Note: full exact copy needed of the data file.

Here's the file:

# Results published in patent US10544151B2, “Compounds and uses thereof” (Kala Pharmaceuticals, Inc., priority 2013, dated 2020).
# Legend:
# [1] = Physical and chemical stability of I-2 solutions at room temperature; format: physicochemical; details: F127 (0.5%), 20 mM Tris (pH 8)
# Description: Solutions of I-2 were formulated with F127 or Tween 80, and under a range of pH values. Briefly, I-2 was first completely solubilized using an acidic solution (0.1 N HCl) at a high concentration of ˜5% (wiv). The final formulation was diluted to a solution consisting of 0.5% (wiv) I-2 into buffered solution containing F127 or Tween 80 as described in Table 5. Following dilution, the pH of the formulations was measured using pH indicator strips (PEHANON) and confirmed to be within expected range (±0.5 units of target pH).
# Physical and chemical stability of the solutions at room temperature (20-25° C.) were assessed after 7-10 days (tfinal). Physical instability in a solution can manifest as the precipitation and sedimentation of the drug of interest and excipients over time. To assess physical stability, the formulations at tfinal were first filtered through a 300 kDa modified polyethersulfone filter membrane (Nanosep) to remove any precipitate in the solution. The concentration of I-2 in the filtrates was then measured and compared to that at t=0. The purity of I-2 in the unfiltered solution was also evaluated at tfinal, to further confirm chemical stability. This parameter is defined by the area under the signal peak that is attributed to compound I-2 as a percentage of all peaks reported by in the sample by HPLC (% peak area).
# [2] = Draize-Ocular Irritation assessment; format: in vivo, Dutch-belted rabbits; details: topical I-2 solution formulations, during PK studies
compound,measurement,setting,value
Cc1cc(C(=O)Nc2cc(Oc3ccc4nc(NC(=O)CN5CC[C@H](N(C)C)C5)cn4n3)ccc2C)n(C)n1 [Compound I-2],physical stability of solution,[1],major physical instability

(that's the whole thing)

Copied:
# Results published in patent US10544151B2, “Compounds and uses thereof” (Kala Pharmaceuticals, Inc., priority 2013, dated 2020).
# Legend:
# [1] = Physical and chemical stability of I-2 solutions at room temperature; format: physicochemical; details: F127 (0.5%), 20 mM Tris (pH 8)
# Description: Solutions of I-2 were formulated with F127 or Tween 80, and under a range of pH values. Briefly, I-2 was first completely solubilized using an acidic solution (0.1 N HCl) at a high concentration of ˜5% (wiv). The final formulation was diluted to a solution consisting of 0.5% (wiv) I-2 into buffered solution containing F127 or Tween 80 as described in Table 5. Following dilution, the pH of the formulations was measured using pH indicator strips (PEHANON) and confirmed to be within expected range (±0.5 units of target pH).
# Physical and chemical stability of the solutions at room temperature (20-25° C.) were assessed after 7-10 days (tfinal). Physical instability in a solution can manifest as the precipitation and sedimentation of the drug of interest and excipients over time. To assess physical stability, the formulations at tfinal were first filtered through a 300 kDa modified polyethersulfone filter membrane (Nanosep) to remove any precipitate in the solution. The concentration of I-2 in the filtrates was then measured and compared to that at t=0. The purity of I-2 in the unfiltered solution was also evaluated at tfinal, to further confirm chemical stability. This parameter is defined by the area under the signal peak that is attributed to compound I-2 as a percentage of all peaks reported by in the sample by HPLC (% peak area).
# [2] = Draize-Ocular Irritation assessment; format: in vivo, Dutch-belted rabbits; details: topical I-2 solution formulations, during PK studies
compound,measurement,setting,value
Cc1cc(C(=O)Nc2cc(Oc3ccc4nc(NC(=O)CN5CC[C@H](N(C)C)C5)cn4n3)ccc2C)n(C)n1 [Compound I-2],physical stability of solution,[1],major physical instability